(CNN) -- The image of the empty factory has haunted American presidential campaigns for decades, but President Barack Obama tried to flip the picture Thursday night.
"I've signed trade agreements that are helping our companies sell more goods to millions of new customers, goods that are stamped with three proud words: Made in America," Obama said as he accepted the Democratic nomination for a second term. "After a decade of decline, this country created over half a million manufacturing jobs in the last two and a half years."
That may sound surprising in an era where unemployment remains stuck above 8% long after the official end of the 2007-2009 recession, so CNN took a closer look.
American manufacturing jobs peaked in the late 1970s, according to figures from the U.S. Bureau of Labor Statistics. The figures bounced up and down through the 1980s and 1990s before starting to drop steadily in 1998.
The sector employed 15.6 million in January 2002, according to BLS statistics, down from about 19.5 million in 1979. They declined steadily through the next 10 years, falling to just under 11.5 million in January 2010.
But then the numbers turned around, rising to 11.9 million at the beginning of 2012 and just under 12 million as of July.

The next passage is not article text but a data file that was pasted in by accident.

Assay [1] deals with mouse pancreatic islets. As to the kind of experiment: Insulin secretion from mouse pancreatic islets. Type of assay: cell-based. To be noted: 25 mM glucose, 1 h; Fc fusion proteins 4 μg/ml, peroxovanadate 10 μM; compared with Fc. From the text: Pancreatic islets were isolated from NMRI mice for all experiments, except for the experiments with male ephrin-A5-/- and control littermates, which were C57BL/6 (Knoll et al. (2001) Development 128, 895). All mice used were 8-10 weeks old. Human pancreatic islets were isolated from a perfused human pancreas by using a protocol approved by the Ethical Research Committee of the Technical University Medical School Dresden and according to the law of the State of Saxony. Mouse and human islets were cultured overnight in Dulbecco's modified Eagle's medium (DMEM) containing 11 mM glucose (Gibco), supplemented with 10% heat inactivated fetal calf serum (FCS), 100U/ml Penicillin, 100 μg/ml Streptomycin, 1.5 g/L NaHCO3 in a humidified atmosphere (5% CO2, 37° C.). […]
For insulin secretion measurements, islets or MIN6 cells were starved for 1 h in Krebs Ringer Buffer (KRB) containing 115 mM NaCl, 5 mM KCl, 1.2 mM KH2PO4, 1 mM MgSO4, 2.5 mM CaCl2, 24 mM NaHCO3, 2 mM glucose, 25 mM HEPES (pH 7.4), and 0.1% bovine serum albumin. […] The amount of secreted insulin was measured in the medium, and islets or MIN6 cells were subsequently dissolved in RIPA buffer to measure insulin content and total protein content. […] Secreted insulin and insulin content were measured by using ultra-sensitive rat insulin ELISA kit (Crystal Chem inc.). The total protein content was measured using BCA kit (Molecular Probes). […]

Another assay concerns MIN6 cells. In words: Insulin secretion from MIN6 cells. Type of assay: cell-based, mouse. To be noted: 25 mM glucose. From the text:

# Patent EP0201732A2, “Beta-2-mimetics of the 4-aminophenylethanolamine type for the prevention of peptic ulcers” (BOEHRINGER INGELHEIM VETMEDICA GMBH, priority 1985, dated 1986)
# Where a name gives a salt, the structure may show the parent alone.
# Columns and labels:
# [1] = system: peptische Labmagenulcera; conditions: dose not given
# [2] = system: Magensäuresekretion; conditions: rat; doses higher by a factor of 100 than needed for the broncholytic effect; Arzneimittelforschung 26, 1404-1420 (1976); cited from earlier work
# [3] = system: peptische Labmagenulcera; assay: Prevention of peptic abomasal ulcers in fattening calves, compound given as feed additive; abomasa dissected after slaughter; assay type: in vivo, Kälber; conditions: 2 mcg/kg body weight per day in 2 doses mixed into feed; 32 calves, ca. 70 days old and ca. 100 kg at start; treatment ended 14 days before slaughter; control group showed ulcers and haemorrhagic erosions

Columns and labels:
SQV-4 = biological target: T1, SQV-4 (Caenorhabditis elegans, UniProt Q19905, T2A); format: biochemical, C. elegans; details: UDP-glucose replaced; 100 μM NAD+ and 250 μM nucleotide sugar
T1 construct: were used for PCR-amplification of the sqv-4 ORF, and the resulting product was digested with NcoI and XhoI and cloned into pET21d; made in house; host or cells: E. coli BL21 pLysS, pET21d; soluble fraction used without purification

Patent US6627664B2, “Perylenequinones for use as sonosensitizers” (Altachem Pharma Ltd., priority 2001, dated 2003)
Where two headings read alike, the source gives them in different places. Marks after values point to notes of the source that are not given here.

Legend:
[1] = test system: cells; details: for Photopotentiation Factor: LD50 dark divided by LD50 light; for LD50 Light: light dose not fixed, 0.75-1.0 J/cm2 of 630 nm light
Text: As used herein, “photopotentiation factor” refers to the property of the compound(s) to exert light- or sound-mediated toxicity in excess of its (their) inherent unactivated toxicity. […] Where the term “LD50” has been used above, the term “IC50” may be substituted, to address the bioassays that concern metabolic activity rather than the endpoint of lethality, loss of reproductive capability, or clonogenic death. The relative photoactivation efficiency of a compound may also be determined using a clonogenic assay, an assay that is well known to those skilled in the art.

But while the turn has been positive, the numbers of workers being hired each month are well below the figures posted a decade ago. New hires averaged about 400,000 a month in 2001, compared with about 250,000 in 2011.
And as with other statistics cited during the three-day Democratic convention, it's not quite the whole picture. Manufacturing sector employment is still down by about 500,000 since Obama took office and by more than 3.7 million since the start of the recession in December 2007.
Obama's statement is technically accurate, and he and other speakers took great pains to acknowledge the still-struggling recovery. But while the return to growth in manufacturing is indeed a promising turn of events, employment in the sector is still at a net loss during Obama's tenure.
CNN's Matt Smith and Emily Smith contributed to this report.